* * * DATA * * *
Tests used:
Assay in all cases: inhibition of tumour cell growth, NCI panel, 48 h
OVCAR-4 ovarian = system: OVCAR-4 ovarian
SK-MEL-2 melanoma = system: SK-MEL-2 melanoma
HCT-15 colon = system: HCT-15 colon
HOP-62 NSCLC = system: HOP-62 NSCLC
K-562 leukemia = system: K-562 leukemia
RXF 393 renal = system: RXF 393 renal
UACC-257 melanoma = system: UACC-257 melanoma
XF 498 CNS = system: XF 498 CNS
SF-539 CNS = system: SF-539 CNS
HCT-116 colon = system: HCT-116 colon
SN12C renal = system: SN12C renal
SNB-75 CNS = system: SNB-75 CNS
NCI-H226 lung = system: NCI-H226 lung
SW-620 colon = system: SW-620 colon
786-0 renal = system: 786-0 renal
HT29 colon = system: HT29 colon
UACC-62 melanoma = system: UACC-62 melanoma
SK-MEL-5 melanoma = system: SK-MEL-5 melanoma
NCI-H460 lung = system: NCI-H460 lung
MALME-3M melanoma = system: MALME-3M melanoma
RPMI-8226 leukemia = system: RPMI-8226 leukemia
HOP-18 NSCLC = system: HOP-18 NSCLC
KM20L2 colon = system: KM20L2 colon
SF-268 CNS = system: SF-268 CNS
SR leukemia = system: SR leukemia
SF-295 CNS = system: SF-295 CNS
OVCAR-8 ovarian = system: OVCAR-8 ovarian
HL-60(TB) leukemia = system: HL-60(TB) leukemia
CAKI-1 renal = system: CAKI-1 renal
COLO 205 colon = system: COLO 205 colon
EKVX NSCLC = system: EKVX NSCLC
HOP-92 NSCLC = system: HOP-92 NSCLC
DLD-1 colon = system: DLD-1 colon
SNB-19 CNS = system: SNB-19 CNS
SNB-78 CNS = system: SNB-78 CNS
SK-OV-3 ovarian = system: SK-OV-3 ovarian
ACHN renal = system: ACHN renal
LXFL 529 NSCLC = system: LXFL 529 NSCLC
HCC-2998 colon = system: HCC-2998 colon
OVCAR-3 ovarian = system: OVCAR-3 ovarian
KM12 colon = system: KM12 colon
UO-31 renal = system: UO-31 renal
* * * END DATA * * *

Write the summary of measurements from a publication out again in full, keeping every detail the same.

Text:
Tests used:
Assay in all cases: inhibition of tumour cell growth, NCI panel, 48 h
OVCAR-4 ovarian = system: OVCAR-4 ovarian
SK-MEL-2 melanoma = system: SK-MEL-2 melanoma
HCT-15 colon = system: HCT-15 colon
HOP-62 NSCLC = system: HOP-62 NSCLC
K-562 leukemia = system: K-562 leukemia
RXF 393 renal = system: RXF 393 renal
UACC-257 melanoma = system: UACC-257 melanoma
XF 498 CNS = system: XF 498 CNS
SF-539 CNS = system: SF-539 CNS
HCT-116 colon = system: HCT-116 colon
SN12C renal = system: SN12C renal
SNB-75 CNS = system: SNB-75 CNS
NCI-H226 lung = system: NCI-H226 lung
SW-620 colon = system: SW-620 colon
786-0 renal = system: 786-0 renal
HT29 colon = system: HT29 colon
UACC-62 melanoma = system: UACC-62 melanoma
SK-MEL-5 melanoma = system: SK-MEL-5 melanoma
NCI-H460 lung = system: NCI-H460 lung
MALME-3M melanoma = system: MALME-3M melanoma
RPMI-8226 leukemia = system: RPMI-8226 leukemia
HOP-18 NSCLC = system: HOP-18 NSCLC
KM20L2 colon = system: KM20L2 colon
SF-268 CNS = system: SF-268 CNS
SR leukemia = system: SR leukemia
SF-295 CNS = system: SF-295 CNS
OVCAR-8 ovarian = system: OVCAR-8 ovarian
HL-60(TB) leukemia = system: HL-60(TB) leukemia
CAKI-1 renal = system: CAKI-1 renal
COLO 205 colon = system: COLO 205 colon
EKVX NSCLC = system: EKVX NSCLC
HOP-92 NSCLC = system: HOP-92 NSCLC
DLD-1 colon = system: DLD-1 colon
SNB-19 CNS = system: SNB-19 CNS
SNB-78 CNS = system: SNB-78 CNS
SK-OV-3 ovarian = system: SK-OV-3 ovarian
ACHN renal = system: ACHN renal
LXFL 529 NSCLC = system: LXFL 529 NSCLC
HCC-2998 colon = system: HCC-2998 colon
OVCAR-3 ovarian = system: OVCAR-3 ovarian
KM12 colon = system: KM12 colon
UO-31 renal = system: UO-31 renal